The players are required to perform with minimal thinking, relying on reflex, reaction, and muscle memory (or, as you say, rhythm). I think this point of view doesn't lend itself well to changing things up. Wearing Zany suits, on the other hand, does sound like fun and definitely keeps things interesting.
Scared me for a minute with your anagram for "Almora".
KKVG: Among the players at Extended Spring Training, Isaac Paredes is the most-impressive position-player from the Cubs 2015-16 IFA class (I'm not including OF Eddy Julio Martinez, because he skipped EXST and began the season at South Bend). Paredes has legit game power and handles himself well at SS, although I think he will likely eventually end-up at 2B or 3B (maybe not this year, but down-the-line). It is possible that Paredes will get assigned to Eugene (and skip AZL) next month, and I would say he's the only one of the Cubs 2015-16 IFA position players who could.
Having been a mediocre HS player, I would think at a professional level - and in their 20's - doesn't it sound actually FUN to have a chance to play different positions in a 162-Game, uber-long season?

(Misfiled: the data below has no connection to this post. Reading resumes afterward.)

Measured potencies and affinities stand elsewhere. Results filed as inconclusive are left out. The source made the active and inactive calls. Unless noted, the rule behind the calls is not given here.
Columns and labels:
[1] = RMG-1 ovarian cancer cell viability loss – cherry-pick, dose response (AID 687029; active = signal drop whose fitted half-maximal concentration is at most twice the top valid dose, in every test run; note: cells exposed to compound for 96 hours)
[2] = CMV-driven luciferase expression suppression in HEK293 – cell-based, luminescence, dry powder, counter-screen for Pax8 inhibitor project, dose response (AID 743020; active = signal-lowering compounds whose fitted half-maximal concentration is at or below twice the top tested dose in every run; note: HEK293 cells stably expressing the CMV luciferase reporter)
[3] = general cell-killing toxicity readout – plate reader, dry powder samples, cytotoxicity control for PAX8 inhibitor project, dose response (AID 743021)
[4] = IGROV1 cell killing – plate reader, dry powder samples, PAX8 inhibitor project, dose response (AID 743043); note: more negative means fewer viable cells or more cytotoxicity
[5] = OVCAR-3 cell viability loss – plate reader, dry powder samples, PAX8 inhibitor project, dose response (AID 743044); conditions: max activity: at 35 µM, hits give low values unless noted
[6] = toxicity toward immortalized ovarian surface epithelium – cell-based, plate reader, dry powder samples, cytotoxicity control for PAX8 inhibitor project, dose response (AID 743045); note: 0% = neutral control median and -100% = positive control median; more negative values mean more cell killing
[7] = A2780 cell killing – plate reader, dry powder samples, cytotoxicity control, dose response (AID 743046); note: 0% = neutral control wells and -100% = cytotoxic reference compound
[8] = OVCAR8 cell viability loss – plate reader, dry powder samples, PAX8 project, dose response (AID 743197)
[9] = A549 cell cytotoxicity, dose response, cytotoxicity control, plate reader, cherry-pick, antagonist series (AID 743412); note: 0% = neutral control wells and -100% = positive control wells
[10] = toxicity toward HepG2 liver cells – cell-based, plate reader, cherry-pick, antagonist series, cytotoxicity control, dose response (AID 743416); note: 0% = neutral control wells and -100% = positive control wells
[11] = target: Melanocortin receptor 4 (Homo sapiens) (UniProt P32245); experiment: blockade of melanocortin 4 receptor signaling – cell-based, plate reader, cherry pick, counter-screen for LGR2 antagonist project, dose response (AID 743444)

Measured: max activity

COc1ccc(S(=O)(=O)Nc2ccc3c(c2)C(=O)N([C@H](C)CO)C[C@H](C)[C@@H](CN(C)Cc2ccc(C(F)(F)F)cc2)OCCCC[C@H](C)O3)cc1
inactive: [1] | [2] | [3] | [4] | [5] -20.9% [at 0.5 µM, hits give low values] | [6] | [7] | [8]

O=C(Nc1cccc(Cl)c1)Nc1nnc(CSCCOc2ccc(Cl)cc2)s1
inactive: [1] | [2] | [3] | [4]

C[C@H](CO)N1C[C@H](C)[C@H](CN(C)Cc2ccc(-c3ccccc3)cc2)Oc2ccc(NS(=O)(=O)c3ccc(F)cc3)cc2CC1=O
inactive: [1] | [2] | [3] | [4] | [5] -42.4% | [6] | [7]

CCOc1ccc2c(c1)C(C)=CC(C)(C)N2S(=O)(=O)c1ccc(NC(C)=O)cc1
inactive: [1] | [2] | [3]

It has to take some of the monotony out of the job and keep you on your toes.
In fact, the best manufacturing floor job satisfaction training theories include job rotation as a way to improve employee satisfaction.
I hope Maddon can keep it going.
(It's usually KK, because his DNA is more like ours.)
Not just Maddon, but the organization as a whole. If the rumors are to be believed, they did a good job of letting Baez learn that he needed to change his approach, and Baez has done a good job listening to their instructions an adapting. Hopefully the same is true of Alomar, who is ripping up AAA.
Previous management teams haven't been as good at this (e.g. Corey Patterson).
Man, this team makes you greedy. Going into Pittsburgh -- with Cole vs. Hammel Game 1 -- I was hoping for 2 out of 3. After winning the first 2 games 14-3, I now want a sweep. Same thing happened in STL. Very, very fun.
Repeating myself, but I give Maddon a lot of credit for Baez's success. Instead of talking about monster HRs and high K totals, he has talked up his defense, versatility and being a "special" player. The kid seems to have responded.
BOB: The attendance has taken a big hit since you left.